Awkward but necessary: MP reflects on a surreal sitting
COWPER MP Pat Conaghan says social distancing is one of the most powerful tools available right now to slow the spread of coronavirus.
He put that tool into practice during a reduced sitting of federal parliament on Monday.
The parliamentary week was reduced to one sitting day to consider the legislation to enact the COVID-19 emergency stimulus package and any other immediate business.
Mr Conaghan is relatively new to politics, elected for The Nationals to the seat of Cowper (which takes in Port Macquarie and Coffs Harbour) following the retirement of long serving Nationals Member Luke Hartsuyker at the last Federal election.
Although new to politics little could have prepared him for the health crisis the electorate faces.
"Attending parliament did feel strange on Monday, but the changes were necessary and Federal Members were simply doing what all members of society are doing at the moment," Mr Conaghan said.
"We did not sit in our usual seats and the number of members in the House of Representatives was dramatically reduced so that we remained two to four metres apart at all times."
He admits that adhering to social distancing rules is not easy.
"Adhering to social distancing rules is a little awkward, however it is necessary and it is one of the most powerful tools we can use to slow the spread of coronavirus.
"Practising good hygiene - washing your hands regularly with soap and water - is the other and I can say I must have done this at least 30 times on Monday."
Last night Prime Minister Scott Morrison announced a raft of further measures to fight Australia's coronavirus pandemic including a full community lockdown of non-essential services with school closures for all but the children of the most critical workers.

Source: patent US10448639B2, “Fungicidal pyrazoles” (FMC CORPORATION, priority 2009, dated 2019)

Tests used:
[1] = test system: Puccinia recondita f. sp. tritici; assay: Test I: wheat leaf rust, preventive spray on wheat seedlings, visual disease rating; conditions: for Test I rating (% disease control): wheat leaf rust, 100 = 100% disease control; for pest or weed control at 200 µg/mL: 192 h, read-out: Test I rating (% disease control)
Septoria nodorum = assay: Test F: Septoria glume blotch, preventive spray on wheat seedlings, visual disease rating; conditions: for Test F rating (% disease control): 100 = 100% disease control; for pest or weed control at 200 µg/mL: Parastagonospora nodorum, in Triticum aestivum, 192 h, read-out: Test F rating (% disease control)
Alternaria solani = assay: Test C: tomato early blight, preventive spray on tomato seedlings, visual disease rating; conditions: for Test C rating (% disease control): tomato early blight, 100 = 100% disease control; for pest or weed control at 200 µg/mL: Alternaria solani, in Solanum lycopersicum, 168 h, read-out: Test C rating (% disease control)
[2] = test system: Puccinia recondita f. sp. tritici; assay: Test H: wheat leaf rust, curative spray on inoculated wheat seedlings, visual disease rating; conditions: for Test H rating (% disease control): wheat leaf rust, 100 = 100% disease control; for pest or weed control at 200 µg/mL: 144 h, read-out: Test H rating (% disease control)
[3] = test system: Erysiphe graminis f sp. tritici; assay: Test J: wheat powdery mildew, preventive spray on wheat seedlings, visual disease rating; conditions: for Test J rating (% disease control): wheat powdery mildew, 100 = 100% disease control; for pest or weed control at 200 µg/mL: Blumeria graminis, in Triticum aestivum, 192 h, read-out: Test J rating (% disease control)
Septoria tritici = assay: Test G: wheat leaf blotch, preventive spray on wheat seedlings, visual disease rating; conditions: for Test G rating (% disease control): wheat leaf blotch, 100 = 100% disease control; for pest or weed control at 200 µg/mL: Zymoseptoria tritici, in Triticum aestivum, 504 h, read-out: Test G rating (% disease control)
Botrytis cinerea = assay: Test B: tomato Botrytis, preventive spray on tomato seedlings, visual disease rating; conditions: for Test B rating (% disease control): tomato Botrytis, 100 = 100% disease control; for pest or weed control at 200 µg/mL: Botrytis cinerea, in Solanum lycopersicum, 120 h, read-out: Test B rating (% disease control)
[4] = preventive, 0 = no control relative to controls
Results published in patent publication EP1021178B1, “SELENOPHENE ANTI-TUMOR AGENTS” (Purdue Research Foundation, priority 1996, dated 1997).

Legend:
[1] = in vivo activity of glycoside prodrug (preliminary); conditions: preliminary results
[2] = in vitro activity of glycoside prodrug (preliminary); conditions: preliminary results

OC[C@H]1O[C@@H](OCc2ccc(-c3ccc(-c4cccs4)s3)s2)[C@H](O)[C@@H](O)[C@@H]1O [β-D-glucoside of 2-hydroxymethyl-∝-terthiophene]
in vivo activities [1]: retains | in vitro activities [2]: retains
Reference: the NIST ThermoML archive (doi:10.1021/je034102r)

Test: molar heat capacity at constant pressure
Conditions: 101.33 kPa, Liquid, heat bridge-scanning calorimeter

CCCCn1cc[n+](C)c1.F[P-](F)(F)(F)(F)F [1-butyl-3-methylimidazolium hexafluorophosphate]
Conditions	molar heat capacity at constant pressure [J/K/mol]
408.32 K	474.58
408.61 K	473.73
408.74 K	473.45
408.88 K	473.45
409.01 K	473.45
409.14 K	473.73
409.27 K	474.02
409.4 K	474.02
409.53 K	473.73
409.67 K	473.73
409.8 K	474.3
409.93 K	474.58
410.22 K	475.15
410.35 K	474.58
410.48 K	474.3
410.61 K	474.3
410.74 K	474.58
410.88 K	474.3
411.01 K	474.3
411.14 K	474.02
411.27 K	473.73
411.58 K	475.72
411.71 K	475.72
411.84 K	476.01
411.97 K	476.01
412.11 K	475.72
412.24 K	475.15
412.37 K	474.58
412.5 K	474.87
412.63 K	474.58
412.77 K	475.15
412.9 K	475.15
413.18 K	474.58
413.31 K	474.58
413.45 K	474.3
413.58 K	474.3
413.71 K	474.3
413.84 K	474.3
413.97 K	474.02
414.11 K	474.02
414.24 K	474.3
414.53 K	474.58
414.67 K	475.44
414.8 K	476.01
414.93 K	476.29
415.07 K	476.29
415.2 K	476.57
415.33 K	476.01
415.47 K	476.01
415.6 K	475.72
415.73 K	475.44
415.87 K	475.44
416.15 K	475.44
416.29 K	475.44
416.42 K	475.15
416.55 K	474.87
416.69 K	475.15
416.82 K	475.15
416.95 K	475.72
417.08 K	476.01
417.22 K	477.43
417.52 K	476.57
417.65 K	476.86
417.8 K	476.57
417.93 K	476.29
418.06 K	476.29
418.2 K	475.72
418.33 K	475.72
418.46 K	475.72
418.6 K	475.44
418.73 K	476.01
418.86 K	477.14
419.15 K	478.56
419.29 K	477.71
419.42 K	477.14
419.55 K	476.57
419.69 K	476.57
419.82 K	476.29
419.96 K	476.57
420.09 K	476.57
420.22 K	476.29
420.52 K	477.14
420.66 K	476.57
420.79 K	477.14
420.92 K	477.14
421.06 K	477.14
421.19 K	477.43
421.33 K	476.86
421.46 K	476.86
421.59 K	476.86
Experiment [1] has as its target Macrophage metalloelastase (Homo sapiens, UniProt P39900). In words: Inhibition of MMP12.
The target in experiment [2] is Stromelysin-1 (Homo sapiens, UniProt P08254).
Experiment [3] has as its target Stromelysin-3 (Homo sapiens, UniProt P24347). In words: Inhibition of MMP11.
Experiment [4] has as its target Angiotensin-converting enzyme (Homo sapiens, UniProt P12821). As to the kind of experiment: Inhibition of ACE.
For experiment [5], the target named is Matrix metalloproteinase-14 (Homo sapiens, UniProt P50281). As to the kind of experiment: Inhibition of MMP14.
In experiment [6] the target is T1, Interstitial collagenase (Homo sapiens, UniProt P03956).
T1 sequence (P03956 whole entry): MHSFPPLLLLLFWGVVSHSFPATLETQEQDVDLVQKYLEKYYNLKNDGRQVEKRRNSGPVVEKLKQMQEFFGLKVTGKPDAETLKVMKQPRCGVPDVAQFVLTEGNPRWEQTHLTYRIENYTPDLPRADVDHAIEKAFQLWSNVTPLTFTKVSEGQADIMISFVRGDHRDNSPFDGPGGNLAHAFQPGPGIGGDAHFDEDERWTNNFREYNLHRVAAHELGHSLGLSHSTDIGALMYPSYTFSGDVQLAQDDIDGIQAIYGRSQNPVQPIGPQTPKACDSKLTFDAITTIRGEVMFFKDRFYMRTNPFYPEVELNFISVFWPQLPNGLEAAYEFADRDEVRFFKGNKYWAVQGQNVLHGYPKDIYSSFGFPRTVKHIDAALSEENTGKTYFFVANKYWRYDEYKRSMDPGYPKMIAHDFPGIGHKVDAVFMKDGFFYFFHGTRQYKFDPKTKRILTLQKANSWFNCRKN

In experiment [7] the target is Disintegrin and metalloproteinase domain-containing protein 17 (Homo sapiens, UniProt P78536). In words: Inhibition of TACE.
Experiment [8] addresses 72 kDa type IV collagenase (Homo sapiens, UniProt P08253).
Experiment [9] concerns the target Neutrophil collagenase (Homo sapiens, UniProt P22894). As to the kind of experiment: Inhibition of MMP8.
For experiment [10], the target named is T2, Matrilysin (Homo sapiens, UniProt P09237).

Other measures include the closure of businesses and community centres, libraries, swimming pools, tanning shops, food courts except for takeaway, spas, spin facilities, sex premises, and galleries among other measures.
People will have to avoid birthday parties, barbecues and house parties, with weddings limited to five people and funerals limited to 10, where strict social distancing must be observed.
Australians will also be banned from travelling overseas in the most drastic government intervention into citizens' private lives in recent history.
Mr Morrison said the new way of life will be with us for at least six months and would require a "significant sacrifice" with friends and families banned from seeing each other.
However restrictions could go further in the coming days if cases of COVID-19 do not begin to plateau. The total number of Australian cases is now more than 2000 with eight deaths.